The Poetry of God

I don’t want to slime you on Sunday, but my lead item was a about a megachurch pastor, so it really was kinda slimy. Tune in tomorrow.

Let’s do something lovely instead. Like me getting out of the way (mostly) and letting Father Stephen Freeman talk about The Poetry of God.

My taste for poetry has grown year by year since I’ve become Orthodox and begun to learn that there’s just so much about God and about life that cannot so little about God that can be said discursively.

“When we include the fact that the bulk of Orthodox theology is to be found in the hymns of the Church, we have to admit that the heart of the poet and the heart of the theologian are much the same thing.” (Fr. Stephen) It hit me especially hard ten days ago when we celebrated the Entrance of the Most Holy Theotokos into the Temple (link will download a Word file with text marked for chanting). This is not prosaic hymnody.

For you Western Christians, have a blessed Advent and let me commend W.H. Auden’s For the Time Being: A Christmas Oratorio for your Advent reading pleasure. It’s part of mine every year. I note that there’s even a YouTube video, though I’ve not watched it. Here’s a few other opinions about it, too: First, Second, Third, Fourth.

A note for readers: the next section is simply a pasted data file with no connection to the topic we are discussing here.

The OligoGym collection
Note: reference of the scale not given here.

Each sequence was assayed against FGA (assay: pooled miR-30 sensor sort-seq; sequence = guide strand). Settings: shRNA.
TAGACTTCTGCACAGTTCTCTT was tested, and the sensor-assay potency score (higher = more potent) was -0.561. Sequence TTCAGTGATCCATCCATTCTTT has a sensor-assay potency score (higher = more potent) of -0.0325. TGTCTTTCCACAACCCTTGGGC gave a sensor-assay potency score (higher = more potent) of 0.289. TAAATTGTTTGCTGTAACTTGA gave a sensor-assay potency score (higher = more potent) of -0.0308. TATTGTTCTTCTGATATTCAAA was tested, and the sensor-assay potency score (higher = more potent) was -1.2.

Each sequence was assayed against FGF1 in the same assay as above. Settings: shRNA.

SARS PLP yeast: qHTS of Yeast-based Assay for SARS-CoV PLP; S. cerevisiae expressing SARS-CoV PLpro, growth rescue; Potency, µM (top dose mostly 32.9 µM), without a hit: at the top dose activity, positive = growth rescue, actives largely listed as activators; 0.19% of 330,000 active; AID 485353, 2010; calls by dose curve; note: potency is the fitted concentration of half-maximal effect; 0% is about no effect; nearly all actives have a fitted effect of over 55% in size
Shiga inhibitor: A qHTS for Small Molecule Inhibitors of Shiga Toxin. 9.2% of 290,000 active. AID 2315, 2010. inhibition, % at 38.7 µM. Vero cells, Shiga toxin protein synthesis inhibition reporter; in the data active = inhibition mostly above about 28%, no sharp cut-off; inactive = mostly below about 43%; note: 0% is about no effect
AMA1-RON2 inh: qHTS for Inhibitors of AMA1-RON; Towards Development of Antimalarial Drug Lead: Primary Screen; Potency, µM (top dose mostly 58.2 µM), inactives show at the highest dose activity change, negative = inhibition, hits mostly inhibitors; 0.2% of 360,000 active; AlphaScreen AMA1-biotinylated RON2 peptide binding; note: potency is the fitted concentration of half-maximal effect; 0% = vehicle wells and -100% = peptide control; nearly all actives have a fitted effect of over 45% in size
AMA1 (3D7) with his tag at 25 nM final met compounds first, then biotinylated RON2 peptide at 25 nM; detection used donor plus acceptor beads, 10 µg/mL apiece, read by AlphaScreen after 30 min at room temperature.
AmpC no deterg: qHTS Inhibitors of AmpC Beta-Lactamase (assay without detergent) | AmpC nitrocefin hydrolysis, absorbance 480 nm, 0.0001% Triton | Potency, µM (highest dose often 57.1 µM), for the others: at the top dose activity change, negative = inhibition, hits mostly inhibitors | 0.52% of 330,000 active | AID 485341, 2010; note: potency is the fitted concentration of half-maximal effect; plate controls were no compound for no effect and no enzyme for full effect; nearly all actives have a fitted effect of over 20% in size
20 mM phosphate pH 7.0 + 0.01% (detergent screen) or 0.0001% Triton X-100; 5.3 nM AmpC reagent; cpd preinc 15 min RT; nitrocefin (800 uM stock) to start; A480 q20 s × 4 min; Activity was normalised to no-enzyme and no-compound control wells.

UPDATE: Reading this after publishing it, I realized how odd it would have sounded to me twenty years ago that “Orthodoxy” – an equivocal term I associated mostly with doctrinal exactness, not with the Church that received me four years later – does a lot of its theology in hymnody that’s not literal. But it now seems to me that poetic theology is right meet if only because it keeps God out of the “box” of prose, where we can (we delusionally think) examine him and study him in safety.

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“The remarks made in this essay do not represent scholarly research. They are intended as topical stimulations for conversation among intelligent and informed people.” (Gerhart Niemeyer)

Some succinct standing advice on recurring themes.